Pregnancy and Drug Abuse

Your pregnancy is a very sensitive and emotional time in your life. You must avoid using drugs during pregnancy if you want to have a healthy baby.

Drug use during pregnancy is a concern because of the potential teratogenic effects of the drugs and the physiological changes that occur in response to pregnancy. Teratogens are drugs that can cause abnormal fetal development in pregnant women. It is regrettable that many women in the U.S. are using illegal drugs, such as cocaine, during pregnancy.

Here are some facts from Haven House Recovery about drug abuse that you should know.

Illegal drugs can lead to addiction in a mother and her child.

It's wrong to believe that only mothers are affected by drug addiction and dependence. Stanford Children's Health published an article that revealed illicit substances could also cause addiction in the fetus.

The following are some ways that drug use during pregnancy may affect the fetus:

  • It can lead to birth defects, abnormal development, or even death.
  • It can cause a decrease in blood flow to the placenta which will reduce the supply of oxygen and nutrients from the mother.
  • It can affect the function of the placenta, in particular causing blood vessel constrictions, which reduce the flow of oxygen and nutrients to the fetus. The baby will eventually become underweight or less developed.
  • It can cause injury to the fetus indirectly through a decreased blood supply. In extreme cases, preterm labor and delivery may be possible.
  • It can lower the mother's blood pressure and reduce blood flow to the placenta and thus reduce the supply of oxygen and nutrients to the fetus.

Drug transfer occurs at the placenta.

Because it serves as a functional unit between maternal and fetal blood, the placenta plays a vital role in the development and growth of the fetus. The placenta allows for nutrition, excretion, and respiration. It also plays an important role in metabolism and endocrine functions, which ensure strong maternal and fetal well-being.

Drugs that are abused when a woman is pregnant have pharmacological effects on the fetus because they diffuse from the mother's blood circulation to the fetal circulation.

Only somewhat lipid-soluble medicines and free, unbound medications can permeate through the placenta. Drugs that don't pass the placenta are still harmful to the developing fetus because they can impact the uterus or the placenta itself.

Transplacental drug transfers increase during the third trimester. The maternal and placental blood flow increases during this time. The placenta's surface area increases as it gets thinner.

Pregnant women can still use many types of drugs.

The effects of drug abuse on pregnancy and on the newborn depend on the substance. The most dangerous drugs for the fetus are methamphetamine, cocaine, and marijuana. The cognitive and behavioral problems caused by marijuana use during pregnancy may be linked to fetal brain damage. Cocaine has many adverse effects on the fetus, including miscarriage and premature detachment.

Common over-the-counter medicines such as opioid pain relievers, caffeine, and alcohol can affect the fetus. According to a study by the U.S. National Library of Medicine, nicotine is the most commonly used substance in pregnancy, followed closely by marijuana, cocaine, and alcohol.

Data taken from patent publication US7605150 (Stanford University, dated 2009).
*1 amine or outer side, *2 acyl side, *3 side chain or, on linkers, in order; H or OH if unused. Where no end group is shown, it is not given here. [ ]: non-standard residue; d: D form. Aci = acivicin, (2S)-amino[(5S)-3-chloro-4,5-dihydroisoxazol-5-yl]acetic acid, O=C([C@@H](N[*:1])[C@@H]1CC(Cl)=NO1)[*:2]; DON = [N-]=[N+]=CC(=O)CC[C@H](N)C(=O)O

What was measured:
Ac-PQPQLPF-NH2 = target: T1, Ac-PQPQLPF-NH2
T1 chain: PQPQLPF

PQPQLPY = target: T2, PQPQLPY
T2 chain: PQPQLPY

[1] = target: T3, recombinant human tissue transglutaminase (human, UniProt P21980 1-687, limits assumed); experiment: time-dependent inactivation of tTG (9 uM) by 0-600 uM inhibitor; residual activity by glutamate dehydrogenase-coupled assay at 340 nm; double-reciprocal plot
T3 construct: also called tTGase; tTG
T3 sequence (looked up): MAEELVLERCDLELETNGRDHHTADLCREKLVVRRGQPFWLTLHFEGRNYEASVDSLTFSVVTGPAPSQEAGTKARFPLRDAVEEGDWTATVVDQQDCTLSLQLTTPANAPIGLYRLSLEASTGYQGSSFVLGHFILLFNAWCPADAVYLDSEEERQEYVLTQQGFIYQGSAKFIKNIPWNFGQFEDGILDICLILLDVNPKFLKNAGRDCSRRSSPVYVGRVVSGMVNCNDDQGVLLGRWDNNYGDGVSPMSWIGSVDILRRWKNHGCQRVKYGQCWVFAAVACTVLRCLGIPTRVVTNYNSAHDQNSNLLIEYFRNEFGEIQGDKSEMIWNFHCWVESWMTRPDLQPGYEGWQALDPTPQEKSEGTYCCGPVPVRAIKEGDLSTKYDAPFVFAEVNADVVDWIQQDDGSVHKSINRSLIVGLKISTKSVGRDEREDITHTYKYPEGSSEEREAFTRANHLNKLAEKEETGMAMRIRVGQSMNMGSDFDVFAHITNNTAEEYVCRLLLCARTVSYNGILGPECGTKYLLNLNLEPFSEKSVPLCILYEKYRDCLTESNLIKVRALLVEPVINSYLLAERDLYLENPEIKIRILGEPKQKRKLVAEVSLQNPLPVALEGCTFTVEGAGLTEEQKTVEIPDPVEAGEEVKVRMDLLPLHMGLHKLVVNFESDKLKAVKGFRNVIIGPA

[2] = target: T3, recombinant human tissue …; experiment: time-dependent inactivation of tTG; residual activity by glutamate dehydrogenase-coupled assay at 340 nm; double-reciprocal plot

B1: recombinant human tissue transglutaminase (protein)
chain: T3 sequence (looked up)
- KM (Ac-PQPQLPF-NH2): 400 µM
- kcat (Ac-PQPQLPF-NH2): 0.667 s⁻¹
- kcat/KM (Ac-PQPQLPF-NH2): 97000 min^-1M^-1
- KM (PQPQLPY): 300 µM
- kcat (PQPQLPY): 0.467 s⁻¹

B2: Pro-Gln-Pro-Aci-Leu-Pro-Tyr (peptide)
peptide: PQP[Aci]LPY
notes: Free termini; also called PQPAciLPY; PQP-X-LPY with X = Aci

A report has also been made indicating a five-fold increase in opiate usage in pregnancy between 2000-2009, which coincides with prescription misuse of opiates.

Clinical trials are not without their challenges and limitations.

Drug misuse during pregnancy has been an issue since most professionals only have a limited strategy for managing it. Additionally, medical trials have traditionally excluded pregnant women, and outcomes from investigations on animals are not necessarily applicable to human subjects. For instance, although human studies have not confirmed the effects of the FDA's categorization system, the FDA's studies were primarily based on animal research.

What drugs have the worst effect on a fetus?

Taking any drug during pregnancy affects the fetus. Babies exposed to cocaine tend to have smaller heads, which can indicate lower intelligence and are at greater risk for other birth defects affecting the heart or urinary tract. It also causes stroke in unborn babies.

Metamphetamine or cocaine increases the risk of miscarriage.These illicit drugs can cause preterm labor, low birth weight, babies with feeding problems, and irritability later in the pregnancy.

Smoking marijuana increases the risk of having a premature baby, low birth weight, and developmental delays. Babies exposed to marijuana during pregnancy seem to experience withdrawal symptoms, including excessive crying and shaking.

Key Takeaway

Some prescription and over-the-counter medications can be considered safe during pregnancy. However, the majority of drugs are not. Sometimes, drugs are necessary for the health and well-being of both the mother and her baby. Talking to her doctor about the benefits and risks of using the drug is important in these cases. A pregnant woman should consult her doctor before taking any over-the-counter or dietary supplement, including medicinal herbs. A doctor may recommend that pregnant women take certain vitamins or minerals.

Many drug rehabilitation centers can help you learn more about the harmful effects of substance abuse on individuals, their families, and the available treatments and therapies. Make sure to reach out to these facilities to get all the help you and your loved ones need.

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